Even when they were not performing, the clowns were always nearby either on the hippodrome track or close by in the wings. Close for a good reason! In case of a fall, accident or injury, the ringmaster would whistle the entire troupe of clowns into the arena where they would attempt to distract the audience with their stunts while an injured performer was tended to and the accident cleaned up.
Trapeze acts were always popular in the Ringling show. At some point in each show three solo trapeze artists would perform above each of the three rings. Simultaneously, all three performers would hang from one leg, one hand, or by their heels on a swaying trapeze 40 feet above the ring. They would also balance on their heads or on the rungs of a chair precariously perched on the swing trapeze bar. All of this without the benefit of a safety net. Other performers, usually young girls, performed a so-called iron jaw act in which they did various tricks and maneuvers hanging by their teeth from a rope high above the rings. At another point in the show, troupes of flyers would perform high over each ring flying from one moving trapeze to another in time with Strauss waltzes.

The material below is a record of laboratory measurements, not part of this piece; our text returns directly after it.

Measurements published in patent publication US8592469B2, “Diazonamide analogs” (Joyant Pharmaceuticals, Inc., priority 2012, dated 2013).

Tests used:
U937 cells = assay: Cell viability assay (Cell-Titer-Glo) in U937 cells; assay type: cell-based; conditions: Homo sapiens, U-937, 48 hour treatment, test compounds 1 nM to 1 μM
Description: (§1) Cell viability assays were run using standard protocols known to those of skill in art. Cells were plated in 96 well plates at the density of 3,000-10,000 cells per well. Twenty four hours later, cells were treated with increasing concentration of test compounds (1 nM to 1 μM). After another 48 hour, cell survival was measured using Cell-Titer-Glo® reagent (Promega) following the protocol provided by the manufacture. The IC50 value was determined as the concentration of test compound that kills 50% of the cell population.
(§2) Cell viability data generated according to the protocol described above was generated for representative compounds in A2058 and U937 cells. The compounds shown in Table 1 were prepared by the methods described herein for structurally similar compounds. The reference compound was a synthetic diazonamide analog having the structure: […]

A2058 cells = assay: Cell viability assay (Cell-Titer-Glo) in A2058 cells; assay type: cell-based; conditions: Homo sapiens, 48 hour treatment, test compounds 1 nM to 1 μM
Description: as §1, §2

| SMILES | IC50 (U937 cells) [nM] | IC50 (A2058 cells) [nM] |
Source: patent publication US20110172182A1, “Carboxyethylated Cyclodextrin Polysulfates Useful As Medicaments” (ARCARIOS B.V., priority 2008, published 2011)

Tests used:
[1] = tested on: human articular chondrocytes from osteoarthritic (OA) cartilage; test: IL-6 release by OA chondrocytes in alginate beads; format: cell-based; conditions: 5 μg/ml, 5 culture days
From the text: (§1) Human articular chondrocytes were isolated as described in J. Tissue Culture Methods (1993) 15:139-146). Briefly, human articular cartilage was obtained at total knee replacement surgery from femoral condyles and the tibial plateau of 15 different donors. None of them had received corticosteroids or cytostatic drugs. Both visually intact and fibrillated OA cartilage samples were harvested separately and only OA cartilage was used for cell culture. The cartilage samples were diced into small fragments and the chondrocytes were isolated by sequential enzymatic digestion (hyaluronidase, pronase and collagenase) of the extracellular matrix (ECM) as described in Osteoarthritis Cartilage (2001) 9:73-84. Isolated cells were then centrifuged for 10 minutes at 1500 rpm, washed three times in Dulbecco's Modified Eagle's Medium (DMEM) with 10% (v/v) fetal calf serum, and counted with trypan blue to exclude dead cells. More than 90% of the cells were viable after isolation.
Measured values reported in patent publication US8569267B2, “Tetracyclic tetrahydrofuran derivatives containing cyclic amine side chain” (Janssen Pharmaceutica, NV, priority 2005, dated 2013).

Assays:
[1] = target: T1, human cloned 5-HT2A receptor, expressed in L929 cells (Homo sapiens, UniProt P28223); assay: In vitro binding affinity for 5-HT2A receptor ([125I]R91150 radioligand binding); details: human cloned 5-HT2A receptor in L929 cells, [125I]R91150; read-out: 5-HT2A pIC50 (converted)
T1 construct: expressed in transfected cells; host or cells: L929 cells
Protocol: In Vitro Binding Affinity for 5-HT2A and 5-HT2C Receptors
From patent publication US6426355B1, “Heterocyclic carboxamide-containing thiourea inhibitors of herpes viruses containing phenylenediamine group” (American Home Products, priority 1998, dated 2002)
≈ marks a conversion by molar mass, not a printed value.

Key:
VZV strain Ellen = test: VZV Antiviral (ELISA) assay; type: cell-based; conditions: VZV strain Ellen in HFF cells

Horses were always a major feature of any circus performance. The horse acts always included eloquently dressed performers who put beautifully groomed horses through an entire range of formal equestrian exercises called dressage. Other equestrians would perform with 10 or 12 so-called liberty horses at a time in the ring. These horses performed ballet like dances as a group without leashes or harnesses, responding either to verbal commands or the gentile prodding and snaps of their trainer’s whip.